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Old 10-09-2015, 04:07 PM
OPCHARGE Male OPCHARGE is offline
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Default SOLAR REFRIGERATION

This is a long one and may require someone like Jeffrey Yago to crack, but will gladly listen to anyone who has help.
After 15 years of using a propane refrigerator/freezer on our homestead we are ready to move to a A/C unit. (The 18 cu.ft. propane unit struggles here in the south during the summer, and the freezer never really gets as cold as we would like for storing meat).
We have a full solar array that feeds our 24VDC battery bank ( 20, 6VDC golf cart batteries in series/parallel) with a wind turbine to help out during the winter and diesel generator backup. So while we can always have power if needed, we do still tend to be stingy with it. We have a dedicated building that is our pump house/ battery storage/ and all inverters, charge controllers and transformer. We use all 120 A/C in the home.
The "Solar" refrigerators out on the market, as in those for people living off the grid, i.e. Sundanze and Sunfrost are not only quite costly, but with the cost of shipping them out this way, well forgetaboutit.
So..... enough with background info, here we go with the problem. The 18 - 21 cu.ft. refrigerator/freezers on the the market all have a automatic defroster in them. It is the electronically controlled heating element in the defroster that is my concern. It drains power that I don't want to use, and with my luck it will always do it at night when my panels are sleeping. No manufacturer has been able or at least not willing to tell me how to disconnect it. Time was one could just "cut the red wire" and all was good to go, but now with the invention of the circuit board, cutting said wire puts an error single to the system.
Next I thought that I would put my new fridge on a timer, cutting if off/on every nine hours as most the defrosters work on about a 10 hour cycle. This way each time my fridge "restarted" I would have 10 more hours to go before the defroster would want to kick on. But no....... it seems, according to the manufacturers that the internal timers know when there has been a power loss and keep the defroster working on it schedule. It is an accumulative timer, so no go there.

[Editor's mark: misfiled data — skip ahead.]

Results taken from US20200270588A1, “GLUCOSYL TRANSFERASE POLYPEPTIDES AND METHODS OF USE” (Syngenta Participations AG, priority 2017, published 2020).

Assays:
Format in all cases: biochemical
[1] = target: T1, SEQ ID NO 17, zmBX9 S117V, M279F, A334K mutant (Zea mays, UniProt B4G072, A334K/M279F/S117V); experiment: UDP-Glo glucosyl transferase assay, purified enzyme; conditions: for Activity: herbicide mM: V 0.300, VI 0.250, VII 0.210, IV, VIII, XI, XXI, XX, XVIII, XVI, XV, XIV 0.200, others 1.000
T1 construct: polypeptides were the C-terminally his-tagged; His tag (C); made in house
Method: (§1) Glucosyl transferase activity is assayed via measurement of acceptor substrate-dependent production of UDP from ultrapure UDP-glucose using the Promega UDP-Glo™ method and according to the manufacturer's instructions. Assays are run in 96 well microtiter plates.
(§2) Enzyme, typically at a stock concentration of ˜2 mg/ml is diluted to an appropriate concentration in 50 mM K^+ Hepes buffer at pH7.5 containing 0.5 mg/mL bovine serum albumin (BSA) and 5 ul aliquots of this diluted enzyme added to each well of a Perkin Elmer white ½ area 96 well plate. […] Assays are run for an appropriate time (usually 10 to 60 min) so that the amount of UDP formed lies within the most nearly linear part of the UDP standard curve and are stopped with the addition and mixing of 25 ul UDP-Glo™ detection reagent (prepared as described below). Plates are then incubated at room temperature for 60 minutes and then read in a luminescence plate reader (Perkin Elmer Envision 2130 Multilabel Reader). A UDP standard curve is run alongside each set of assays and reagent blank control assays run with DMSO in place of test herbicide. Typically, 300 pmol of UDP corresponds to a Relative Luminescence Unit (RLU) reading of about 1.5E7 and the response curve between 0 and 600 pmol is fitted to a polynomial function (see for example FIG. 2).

Also there is this problem, and I promise not to list anymore after this because if you have gotten this far into my epistle, you are also aware of the many other problems we have to overcome to have an A/C fridge/freezer. The control unit on these newer fridges draw very little in terms of watts. So little that I would be unable to run my inverter in search mode, rather I would have to leave it on 24/7. And leaving the inverter on 24/7 is another way to use up that power that I do not want to "spend". The only way I have figured out to beat this problem is as follows. Next to the fridge, at the A/C receptacle plug in a battery charger that works only when the batteries ( 2, 12 VDC batteries ) drop to a specified voltage. The batteries power a 120 inverter that powers the fridge. (yeah, I know, I am making DC from the sun, sending it to my batteries, making A/C sending that into the house, turning that into DC for the fridge batteries which is being turned into A/C to power the 120 Fridge, OMG)
If any of you out there have beat the refrigerator Rubicon, please let us know how you did it or if you have ideas on how to do it, please post those as well.
Thank you in advance - OPCHARGE
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Old 10-10-2015, 05:15 PM
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Re: Defroster -- instead of shopping for a brand new fridge, go to a used appliance dealer that does their own repairs. Tell them what you want to do, they will probably unplug the "red wire" for you and you can see if it works. Don't forget to set the "energy saver" switch to OFF.

RE: Inverter sensing the fridge. You may be over analyzing but . . .

I assume you have periods of time when there are NO energy draws on your system. How long are those periods? If the fridge is only off for a couple of hours at a time you may be OK.

Or -- plug in a night light to the same outlet so that the inverter can sense the current draw. That would probably waste less energy and cost FAR less than using a separate inverter for the job.

Be sure to remove all or most of the courtesy lights if they're incandescent. I found that the lights in our fridge drew more power than the compressor did!

Once you find the right box, consider gluing foam board to the shell where appropriate . . . just a bit more insulation.
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Old 10-10-2015, 05:45 PM
OPCHARGE Male OPCHARGE is offline
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Mr. Randall,
Thanks for your helpful ideas. I think we will go out looking for a used appliance
dealer and see what they can do for us.
And yes, what would it hurt to have the fridge off for a couple of hours here and there. I have considered the "night light" earlier, but withdrew the idea because that would require my inverter to be running 24/7.